by Becky Sideman, UNH Cooperative Extension
From 2013 to 2015, we performed experiments comparing different varieties of Brussels sprouts as well as different topping practices. In these experiments, we observed severe infestations of cabbage aphid. Although our research did not focus on the aphids, they were quite a nuisance and rendered most sprouts unmarketable. From conversations with growers in the region, we came to realize that many growers, especially organic growers, were struggling with cabbage aphid management.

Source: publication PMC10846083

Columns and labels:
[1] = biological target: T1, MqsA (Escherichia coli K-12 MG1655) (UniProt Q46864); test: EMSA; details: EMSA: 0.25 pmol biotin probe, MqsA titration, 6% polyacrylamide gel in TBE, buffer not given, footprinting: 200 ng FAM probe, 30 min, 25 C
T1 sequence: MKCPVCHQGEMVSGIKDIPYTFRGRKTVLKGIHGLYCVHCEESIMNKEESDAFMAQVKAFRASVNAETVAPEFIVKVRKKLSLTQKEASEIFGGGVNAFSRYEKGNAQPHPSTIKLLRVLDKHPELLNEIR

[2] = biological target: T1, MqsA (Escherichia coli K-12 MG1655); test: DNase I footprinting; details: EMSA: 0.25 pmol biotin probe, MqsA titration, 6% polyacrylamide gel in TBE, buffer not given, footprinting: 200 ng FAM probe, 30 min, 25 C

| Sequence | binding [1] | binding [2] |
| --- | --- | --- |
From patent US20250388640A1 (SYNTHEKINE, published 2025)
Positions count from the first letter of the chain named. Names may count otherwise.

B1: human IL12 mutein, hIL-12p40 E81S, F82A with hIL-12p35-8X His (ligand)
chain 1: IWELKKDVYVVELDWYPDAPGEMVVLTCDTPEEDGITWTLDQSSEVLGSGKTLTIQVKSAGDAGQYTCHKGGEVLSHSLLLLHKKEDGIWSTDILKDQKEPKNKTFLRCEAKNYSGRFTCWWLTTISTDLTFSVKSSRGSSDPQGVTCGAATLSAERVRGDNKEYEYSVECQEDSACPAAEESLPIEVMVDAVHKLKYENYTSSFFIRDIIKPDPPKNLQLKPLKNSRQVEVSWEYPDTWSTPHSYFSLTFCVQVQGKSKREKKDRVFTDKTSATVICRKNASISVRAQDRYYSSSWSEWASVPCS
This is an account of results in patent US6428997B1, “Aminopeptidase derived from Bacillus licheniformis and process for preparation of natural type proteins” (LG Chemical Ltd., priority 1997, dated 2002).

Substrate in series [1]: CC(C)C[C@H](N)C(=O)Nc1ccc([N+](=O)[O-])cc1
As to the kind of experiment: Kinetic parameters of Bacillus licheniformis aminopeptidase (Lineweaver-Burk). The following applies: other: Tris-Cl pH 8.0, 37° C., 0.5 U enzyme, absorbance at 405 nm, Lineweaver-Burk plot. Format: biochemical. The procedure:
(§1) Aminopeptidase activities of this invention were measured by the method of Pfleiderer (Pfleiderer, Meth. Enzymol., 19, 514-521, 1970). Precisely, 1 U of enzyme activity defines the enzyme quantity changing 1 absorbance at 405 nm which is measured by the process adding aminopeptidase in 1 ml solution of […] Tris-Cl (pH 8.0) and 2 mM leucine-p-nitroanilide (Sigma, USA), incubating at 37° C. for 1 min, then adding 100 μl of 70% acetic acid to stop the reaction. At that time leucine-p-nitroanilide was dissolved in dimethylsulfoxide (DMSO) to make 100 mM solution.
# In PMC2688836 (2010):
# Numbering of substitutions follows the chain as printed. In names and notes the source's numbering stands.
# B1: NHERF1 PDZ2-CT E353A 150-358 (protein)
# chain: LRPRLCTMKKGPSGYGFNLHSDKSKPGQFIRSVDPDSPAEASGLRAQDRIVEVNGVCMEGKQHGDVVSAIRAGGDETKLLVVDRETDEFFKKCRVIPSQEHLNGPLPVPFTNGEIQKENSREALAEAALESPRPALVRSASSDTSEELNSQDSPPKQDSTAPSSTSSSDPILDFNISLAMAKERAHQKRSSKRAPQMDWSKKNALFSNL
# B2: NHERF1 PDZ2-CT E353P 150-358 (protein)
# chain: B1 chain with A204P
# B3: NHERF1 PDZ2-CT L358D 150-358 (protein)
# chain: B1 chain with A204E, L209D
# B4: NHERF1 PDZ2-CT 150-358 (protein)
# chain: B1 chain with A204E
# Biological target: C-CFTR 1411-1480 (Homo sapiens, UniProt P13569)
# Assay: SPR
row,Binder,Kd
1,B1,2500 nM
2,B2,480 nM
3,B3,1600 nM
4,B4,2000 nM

As part of her senior thesis, undergraduate student Talia Levy conducted a study to compare two different methods of managing cabbage aphids: intercropping with beneficial flowers and using a rotation between two organic insecticides. The short story is that, while we observed lots of aphid predators and parasites on the flowering plants, they did not provide sufficient control of cabbage aphids. On the other hand, weekly scouting and application of organic pesticides when economic thresholds were reached DID provide good control of cabbage aphid.
Want to learn more, and get the full scoop? The entire report is available here.